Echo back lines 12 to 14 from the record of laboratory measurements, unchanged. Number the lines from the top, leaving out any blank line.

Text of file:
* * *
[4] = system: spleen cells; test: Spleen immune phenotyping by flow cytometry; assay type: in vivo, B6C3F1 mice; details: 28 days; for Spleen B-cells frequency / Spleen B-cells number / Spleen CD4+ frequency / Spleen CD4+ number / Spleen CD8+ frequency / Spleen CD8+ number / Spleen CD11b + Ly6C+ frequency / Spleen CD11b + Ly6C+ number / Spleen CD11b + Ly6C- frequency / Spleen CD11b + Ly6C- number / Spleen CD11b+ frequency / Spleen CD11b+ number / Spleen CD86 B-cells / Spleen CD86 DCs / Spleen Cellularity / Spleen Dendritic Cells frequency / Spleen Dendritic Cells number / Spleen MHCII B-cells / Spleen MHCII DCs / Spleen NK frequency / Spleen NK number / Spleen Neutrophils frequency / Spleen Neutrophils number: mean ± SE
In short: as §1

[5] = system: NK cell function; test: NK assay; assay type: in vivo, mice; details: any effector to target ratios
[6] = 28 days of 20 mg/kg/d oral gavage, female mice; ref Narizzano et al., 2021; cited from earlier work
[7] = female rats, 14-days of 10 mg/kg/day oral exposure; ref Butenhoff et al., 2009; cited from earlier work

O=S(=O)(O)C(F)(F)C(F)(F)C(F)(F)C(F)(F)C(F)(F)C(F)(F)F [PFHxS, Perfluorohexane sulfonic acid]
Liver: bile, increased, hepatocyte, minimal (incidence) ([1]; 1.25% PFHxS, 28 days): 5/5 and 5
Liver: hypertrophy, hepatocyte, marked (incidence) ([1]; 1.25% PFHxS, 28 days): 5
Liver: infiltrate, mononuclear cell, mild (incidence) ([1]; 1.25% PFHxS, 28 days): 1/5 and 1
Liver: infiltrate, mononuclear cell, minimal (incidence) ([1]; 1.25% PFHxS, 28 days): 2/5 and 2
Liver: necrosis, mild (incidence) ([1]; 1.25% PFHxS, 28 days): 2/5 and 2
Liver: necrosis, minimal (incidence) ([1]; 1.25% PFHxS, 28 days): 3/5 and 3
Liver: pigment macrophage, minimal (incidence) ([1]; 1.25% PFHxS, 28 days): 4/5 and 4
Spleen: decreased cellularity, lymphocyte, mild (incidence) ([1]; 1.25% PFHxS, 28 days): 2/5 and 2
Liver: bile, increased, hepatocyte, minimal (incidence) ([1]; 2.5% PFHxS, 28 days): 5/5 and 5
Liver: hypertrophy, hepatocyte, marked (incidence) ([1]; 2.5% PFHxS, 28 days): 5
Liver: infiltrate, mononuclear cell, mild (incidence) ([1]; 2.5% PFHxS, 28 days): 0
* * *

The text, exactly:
Liver: necrosis, minimal (incidence) ([1]; 1.25% PFHxS, 28 days): 3/5 and 3
Liver: pigment macrophage, minimal (incidence) ([1]; 1.25% PFHxS, 28 days): 4/5 and 4
Spleen: decreased cellularity, lymphocyte, mild (incidence) ([1]; 1.25% PFHxS, 28 days): 2/5 and 2